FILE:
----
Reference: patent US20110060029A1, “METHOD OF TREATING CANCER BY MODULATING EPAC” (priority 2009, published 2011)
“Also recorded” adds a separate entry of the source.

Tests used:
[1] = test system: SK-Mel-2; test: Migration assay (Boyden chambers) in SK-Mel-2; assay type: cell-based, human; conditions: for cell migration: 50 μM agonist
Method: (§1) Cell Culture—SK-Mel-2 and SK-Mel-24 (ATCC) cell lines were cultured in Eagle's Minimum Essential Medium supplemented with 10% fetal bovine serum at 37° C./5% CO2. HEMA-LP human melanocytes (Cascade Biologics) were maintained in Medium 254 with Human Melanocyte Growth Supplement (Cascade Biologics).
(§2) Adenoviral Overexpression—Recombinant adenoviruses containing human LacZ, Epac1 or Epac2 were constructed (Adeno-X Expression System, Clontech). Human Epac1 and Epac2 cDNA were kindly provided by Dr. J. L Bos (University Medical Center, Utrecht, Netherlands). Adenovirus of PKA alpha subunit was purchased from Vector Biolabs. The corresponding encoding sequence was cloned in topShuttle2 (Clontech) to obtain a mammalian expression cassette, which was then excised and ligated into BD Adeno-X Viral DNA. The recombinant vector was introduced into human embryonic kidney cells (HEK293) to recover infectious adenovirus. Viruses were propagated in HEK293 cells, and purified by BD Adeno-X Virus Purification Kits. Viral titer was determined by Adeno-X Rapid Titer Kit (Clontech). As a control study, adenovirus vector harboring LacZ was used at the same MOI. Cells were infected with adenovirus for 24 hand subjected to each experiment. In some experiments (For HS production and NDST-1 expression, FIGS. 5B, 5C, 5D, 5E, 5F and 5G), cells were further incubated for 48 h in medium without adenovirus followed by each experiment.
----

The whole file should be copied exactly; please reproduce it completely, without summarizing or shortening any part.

Reference: patent US20110060029A1, “METHOD OF TREATING CANCER BY MODULATING EPAC” (priority 2009, published 2011)
“Also recorded” adds a separate entry of the source.

Tests used:
[1] = test system: SK-Mel-2; test: Migration assay (Boyden chambers) in SK-Mel-2; assay type: cell-based, human; conditions: for cell migration: 50 μM agonist
Method: (§1) Cell Culture—SK-Mel-2 and SK-Mel-24 (ATCC) cell lines were cultured in Eagle's Minimum Essential Medium supplemented with 10% fetal bovine serum at 37° C./5% CO2. HEMA-LP human melanocytes (Cascade Biologics) were maintained in Medium 254 with Human Melanocyte Growth Supplement (Cascade Biologics).
(§2) Adenoviral Overexpression—Recombinant adenoviruses containing human LacZ, Epac1 or Epac2 were constructed (Adeno-X Expression System, Clontech). Human Epac1 and Epac2 cDNA were kindly provided by Dr. J. L Bos (University Medical Center, Utrecht, Netherlands). Adenovirus of PKA alpha subunit was purchased from Vector Biolabs. The corresponding encoding sequence was cloned in topShuttle2 (Clontech) to obtain a mammalian expression cassette, which was then excised and ligated into BD Adeno-X Viral DNA. The recombinant vector was introduced into human embryonic kidney cells (HEK293) to recover infectious adenovirus. Viruses were propagated in HEK293 cells, and purified by BD Adeno-X Virus Purification Kits. Viral titer was determined by Adeno-X Rapid Titer Kit (Clontech). As a control study, adenovirus vector harboring LacZ was used at the same MOI. Cells were infected with adenovirus for 24 hand subjected to each experiment. In some experiments (For HS production and NDST-1 expression, FIGS. 5B, 5C, 5D, 5E, 5F and 5G), cells were further incubated for 48 h in medium without adenovirus followed by each experiment.